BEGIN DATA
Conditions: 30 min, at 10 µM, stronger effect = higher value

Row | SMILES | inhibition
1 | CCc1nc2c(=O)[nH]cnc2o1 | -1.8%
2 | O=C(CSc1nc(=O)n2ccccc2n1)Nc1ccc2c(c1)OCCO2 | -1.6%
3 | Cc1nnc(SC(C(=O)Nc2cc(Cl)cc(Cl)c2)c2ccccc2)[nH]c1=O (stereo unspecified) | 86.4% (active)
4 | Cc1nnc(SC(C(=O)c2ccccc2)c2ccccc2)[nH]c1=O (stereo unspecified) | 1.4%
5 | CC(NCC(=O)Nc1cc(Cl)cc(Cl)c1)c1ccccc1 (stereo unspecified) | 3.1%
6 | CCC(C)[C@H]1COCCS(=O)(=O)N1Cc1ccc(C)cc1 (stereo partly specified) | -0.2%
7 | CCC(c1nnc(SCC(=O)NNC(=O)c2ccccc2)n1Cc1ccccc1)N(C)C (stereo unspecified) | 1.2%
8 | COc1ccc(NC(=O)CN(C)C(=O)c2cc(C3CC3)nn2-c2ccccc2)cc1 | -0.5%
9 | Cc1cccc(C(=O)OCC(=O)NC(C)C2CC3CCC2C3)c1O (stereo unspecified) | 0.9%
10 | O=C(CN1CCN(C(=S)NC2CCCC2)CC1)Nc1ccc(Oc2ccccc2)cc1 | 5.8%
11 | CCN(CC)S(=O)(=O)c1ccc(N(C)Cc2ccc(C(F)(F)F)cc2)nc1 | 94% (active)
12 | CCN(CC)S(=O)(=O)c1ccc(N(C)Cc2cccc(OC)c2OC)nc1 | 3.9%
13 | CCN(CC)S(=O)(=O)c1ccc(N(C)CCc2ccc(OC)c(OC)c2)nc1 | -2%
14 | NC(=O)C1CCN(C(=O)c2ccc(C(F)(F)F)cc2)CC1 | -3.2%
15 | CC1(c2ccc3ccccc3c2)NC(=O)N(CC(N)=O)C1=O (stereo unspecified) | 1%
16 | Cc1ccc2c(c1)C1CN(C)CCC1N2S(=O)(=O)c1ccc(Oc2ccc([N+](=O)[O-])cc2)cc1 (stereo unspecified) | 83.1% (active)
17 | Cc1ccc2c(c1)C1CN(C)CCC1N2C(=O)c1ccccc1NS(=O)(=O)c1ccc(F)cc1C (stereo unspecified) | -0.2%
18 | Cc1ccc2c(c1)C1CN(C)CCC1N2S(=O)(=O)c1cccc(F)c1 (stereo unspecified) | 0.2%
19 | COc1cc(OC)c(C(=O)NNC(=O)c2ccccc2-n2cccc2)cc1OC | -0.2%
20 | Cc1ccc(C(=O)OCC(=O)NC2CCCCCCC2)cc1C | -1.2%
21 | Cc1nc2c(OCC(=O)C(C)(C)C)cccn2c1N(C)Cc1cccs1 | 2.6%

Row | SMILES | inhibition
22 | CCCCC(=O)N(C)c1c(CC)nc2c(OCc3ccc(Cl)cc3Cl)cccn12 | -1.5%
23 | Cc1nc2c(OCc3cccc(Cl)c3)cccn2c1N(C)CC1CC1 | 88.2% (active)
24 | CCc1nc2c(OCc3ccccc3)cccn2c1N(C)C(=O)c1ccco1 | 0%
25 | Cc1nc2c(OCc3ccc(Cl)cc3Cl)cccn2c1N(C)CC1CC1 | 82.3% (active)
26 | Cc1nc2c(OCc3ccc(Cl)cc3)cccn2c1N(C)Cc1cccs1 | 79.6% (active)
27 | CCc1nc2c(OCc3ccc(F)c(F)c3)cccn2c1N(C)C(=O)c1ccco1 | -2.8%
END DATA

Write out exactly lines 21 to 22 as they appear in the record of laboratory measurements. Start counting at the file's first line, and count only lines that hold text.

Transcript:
19 | COc1cc(OC)c(C(=O)NNC(=O)c2ccccc2-n2cccc2)cc1OC | -0.2%
20 | Cc1ccc(C(=O)OCC(=O)NC2CCCCCCC2)cc1C | -1.2%